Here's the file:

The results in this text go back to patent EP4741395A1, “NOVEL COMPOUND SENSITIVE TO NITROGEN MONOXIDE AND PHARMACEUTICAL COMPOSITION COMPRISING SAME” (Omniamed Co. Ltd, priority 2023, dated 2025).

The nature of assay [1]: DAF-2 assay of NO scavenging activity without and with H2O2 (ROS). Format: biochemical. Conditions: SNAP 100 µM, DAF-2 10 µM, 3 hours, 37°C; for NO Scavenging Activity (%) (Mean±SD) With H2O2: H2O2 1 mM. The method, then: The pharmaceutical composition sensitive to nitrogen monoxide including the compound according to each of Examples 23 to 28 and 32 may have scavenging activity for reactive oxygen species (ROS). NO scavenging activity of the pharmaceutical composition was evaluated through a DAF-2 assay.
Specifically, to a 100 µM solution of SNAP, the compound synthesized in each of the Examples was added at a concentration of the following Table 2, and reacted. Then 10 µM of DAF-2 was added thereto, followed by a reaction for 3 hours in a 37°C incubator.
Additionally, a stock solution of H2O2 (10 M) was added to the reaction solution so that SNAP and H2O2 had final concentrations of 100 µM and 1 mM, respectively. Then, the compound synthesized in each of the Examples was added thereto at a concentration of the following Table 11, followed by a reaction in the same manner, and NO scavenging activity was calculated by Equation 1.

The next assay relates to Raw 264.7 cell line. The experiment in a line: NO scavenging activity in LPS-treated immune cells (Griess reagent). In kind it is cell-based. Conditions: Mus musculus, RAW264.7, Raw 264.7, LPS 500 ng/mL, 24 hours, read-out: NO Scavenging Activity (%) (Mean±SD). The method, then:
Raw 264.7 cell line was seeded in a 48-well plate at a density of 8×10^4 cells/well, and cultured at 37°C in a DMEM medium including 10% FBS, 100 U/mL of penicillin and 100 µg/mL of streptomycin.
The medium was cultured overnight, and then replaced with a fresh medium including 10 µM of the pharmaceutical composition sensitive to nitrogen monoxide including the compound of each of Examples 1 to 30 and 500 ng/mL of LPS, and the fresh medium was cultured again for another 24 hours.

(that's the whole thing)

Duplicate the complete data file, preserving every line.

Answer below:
The results in this text go back to patent EP4741395A1, “NOVEL COMPOUND SENSITIVE TO NITROGEN MONOXIDE AND PHARMACEUTICAL COMPOSITION COMPRISING SAME” (Omniamed Co. Ltd, priority 2023, dated 2025).

The nature of assay [1]: DAF-2 assay of NO scavenging activity without and with H2O2 (ROS). Format: biochemical. Conditions: SNAP 100 µM, DAF-2 10 µM, 3 hours, 37°C; for NO Scavenging Activity (%) (Mean±SD) With H2O2: H2O2 1 mM. The method, then: The pharmaceutical composition sensitive to nitrogen monoxide including the compound according to each of Examples 23 to 28 and 32 may have scavenging activity for reactive oxygen species (ROS). NO scavenging activity of the pharmaceutical composition was evaluated through a DAF-2 assay.
Specifically, to a 100 µM solution of SNAP, the compound synthesized in each of the Examples was added at a concentration of the following Table 2, and reacted. Then 10 µM of DAF-2 was added thereto, followed by a reaction for 3 hours in a 37°C incubator.
Additionally, a stock solution of H2O2 (10 M) was added to the reaction solution so that SNAP and H2O2 had final concentrations of 100 µM and 1 mM, respectively. Then, the compound synthesized in each of the Examples was added thereto at a concentration of the following Table 11, followed by a reaction in the same manner, and NO scavenging activity was calculated by Equation 1.

The next assay relates to Raw 264.7 cell line. The experiment in a line: NO scavenging activity in LPS-treated immune cells (Griess reagent). In kind it is cell-based. Conditions: Mus musculus, RAW264.7, Raw 264.7, LPS 500 ng/mL, 24 hours, read-out: NO Scavenging Activity (%) (Mean±SD). The method, then:
Raw 264.7 cell line was seeded in a 48-well plate at a density of 8×10^4 cells/well, and cultured at 37°C in a DMEM medium including 10% FBS, 100 U/mL of penicillin and 100 µg/mL of streptomycin.
The medium was cultured overnight, and then replaced with a fresh medium including 10 µM of the pharmaceutical composition sensitive to nitrogen monoxide including the compound of each of Examples 1 to 30 and 500 ng/mL of LPS, and the fresh medium was cultured again for another 24 hours.